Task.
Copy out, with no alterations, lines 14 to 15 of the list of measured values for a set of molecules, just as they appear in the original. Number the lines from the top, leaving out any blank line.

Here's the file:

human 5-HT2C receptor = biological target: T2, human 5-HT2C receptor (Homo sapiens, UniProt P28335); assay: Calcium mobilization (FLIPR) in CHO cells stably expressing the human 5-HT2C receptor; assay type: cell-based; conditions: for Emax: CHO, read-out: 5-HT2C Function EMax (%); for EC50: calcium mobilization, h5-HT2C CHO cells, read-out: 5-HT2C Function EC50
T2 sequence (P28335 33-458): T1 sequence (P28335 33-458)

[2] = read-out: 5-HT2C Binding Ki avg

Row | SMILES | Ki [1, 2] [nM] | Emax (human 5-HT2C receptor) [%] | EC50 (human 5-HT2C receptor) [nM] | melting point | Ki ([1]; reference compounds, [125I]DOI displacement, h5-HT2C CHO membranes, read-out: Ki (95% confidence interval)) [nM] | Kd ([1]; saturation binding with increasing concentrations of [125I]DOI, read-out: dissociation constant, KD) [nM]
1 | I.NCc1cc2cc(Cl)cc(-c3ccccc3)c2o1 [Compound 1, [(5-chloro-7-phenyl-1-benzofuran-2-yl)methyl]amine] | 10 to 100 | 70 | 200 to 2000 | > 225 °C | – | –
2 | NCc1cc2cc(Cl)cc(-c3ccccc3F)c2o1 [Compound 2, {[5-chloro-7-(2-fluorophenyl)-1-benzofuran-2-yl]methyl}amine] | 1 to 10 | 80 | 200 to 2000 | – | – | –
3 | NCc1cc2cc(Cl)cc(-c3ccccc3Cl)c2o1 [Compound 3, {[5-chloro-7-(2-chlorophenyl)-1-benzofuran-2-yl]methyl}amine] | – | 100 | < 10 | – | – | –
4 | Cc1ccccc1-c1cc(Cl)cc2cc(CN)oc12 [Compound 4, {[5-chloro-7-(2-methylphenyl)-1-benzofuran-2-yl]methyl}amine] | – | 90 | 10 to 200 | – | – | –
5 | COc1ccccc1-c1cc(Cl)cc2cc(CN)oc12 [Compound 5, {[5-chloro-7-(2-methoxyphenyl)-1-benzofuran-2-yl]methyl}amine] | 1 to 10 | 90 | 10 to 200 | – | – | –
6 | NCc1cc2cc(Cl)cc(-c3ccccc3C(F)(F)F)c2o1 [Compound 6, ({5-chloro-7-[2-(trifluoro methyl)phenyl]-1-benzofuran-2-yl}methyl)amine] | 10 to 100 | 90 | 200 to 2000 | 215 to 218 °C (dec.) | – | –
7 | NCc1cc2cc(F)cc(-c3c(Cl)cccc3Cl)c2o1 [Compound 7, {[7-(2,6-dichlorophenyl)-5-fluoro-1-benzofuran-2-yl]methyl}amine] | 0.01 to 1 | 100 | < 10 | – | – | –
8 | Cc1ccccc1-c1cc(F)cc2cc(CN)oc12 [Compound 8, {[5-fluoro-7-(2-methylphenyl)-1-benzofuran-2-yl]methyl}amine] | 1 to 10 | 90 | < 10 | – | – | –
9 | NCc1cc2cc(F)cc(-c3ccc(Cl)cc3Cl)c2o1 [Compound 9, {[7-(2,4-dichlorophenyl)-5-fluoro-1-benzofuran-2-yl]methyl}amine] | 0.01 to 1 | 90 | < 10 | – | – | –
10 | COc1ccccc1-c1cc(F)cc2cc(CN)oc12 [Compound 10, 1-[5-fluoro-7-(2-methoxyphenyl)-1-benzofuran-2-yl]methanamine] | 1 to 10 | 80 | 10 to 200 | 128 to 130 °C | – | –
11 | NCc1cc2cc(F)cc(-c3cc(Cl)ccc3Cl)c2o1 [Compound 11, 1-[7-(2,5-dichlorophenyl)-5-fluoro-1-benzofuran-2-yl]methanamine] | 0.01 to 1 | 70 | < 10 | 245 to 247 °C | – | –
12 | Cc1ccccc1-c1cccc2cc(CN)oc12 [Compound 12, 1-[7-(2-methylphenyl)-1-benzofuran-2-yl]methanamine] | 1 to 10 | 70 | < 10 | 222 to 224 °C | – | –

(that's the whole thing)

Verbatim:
10 | COc1ccccc1-c1cc(F)cc2cc(CN)oc12 [Compound 10, 1-[5-fluoro-7-(2-methoxyphenyl)-1-benzofuran-2-yl]methanamine] | 1 to 10 | 80 | 10 to 200 | 128 to 130 °C | – | –
11 | NCc1cc2cc(F)cc(-c3cc(Cl)ccc3Cl)c2o1 [Compound 11, 1-[7-(2,5-dichlorophenyl)-5-fluoro-1-benzofuran-2-yl]methanamine] | 0.01 to 1 | 70 | < 10 | 245 to 247 °C | – | –